‘Well, I didn’t lie to her, Aunt Pol, but there were a few things I sort of glossed over.’
‘You kept secrets from me?’ Eldara asked accusingly. ‘I didn’t keep any from you, Geran.’
‘He was obeying my orders, Eldara,’ I assured her. ‘We’re talking about a family secret here, and Geran’s been forbidden to reveal it to anybody without my explicit permission.’
‘Didn’t you trust me, Aunt Pol?’ she asked, sounding a little hurt.
‘I had to get to know you a little better, Eldara. I had to make sure that you knew how to keep things to yourself. Your father’s very good at that, but now and then I’ve come across young ladies who just have to talk about things. I’ve noticed that you’ve got very good sense, though, and you don’t blurt things out. You’ve probably noticed that your husband’s not a Sendar.’
‘He told me that he was bom in one of the Alorn kingdoms,’ she replied. ‘We were sort of busy when he told me, so –’ she stopped and blushed.
‘I don’t think we need to go into that, Eldara. Actually, Geran’s a Rivan, and he’s a descendant of a very important family on the Isle of the Winds.’
‘How important?’ she asked.
‘You don’t get much more important. It was about eleven years ago when Geran’s family were all murdered by a group of Nyissans. My father and I managed to save Geran, but we were too late to save the others.’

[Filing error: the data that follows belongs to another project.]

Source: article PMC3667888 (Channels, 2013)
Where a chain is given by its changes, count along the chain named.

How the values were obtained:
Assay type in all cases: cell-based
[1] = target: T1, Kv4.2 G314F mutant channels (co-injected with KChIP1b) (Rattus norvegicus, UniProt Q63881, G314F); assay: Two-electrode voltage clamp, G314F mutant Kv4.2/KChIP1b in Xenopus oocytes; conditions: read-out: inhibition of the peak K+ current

Her eyes went very wide at that.
‘Does it help at all to know that you’d be the Queen of Riva if certain things hadn’t happened, love?’ Geran asked her.
‘You don’t act all that much like a king.’ She said it almost accusingly. ‘Are kings supposed to snore the way you do?’
‘My grandfather did,’ he replied, shrugging.
‘I’ll let you two discuss the finer points of regal behavior when you’re alone,’ I told them. ‘Let’s stick to the point here. Geran has some very determined enemies who’d like nothing better than to kill him – and to kill your baby as well.’
She drew her sleeping infant closer to her breast. ‘I’d like to see them try!’ she said fiercely.
‘Well, I wouldn’t,’ I said firmly. ‘Geran’s enemies are very powerful, and they can hire murderers by the dozen and spies by the hundred. I’m sure they’re out there looking for us right now. The safest thing for us to do is to see to it that they don’t find us. There are two ways to do that We can go way out into the mountains and hide in a cave, or we can stay right here in the open and be so ordinary that when they look at us they don’t even see us. We’ll try that second one for right now. I’ve talked things over with your father, and the first thing tomorrow morning, Geran’s going to start out on his new career.’
‘What career is that, Aunt Pol?’ Geran asked me.
‘Your father-in-law’s going to take you into the cattle business, Geran.’
‘I don’t know anything about cows.’
‘You’re going to learn, and you’re going to pick it up very quickly. Your life depends on it, so you’ll have lots of incentive.’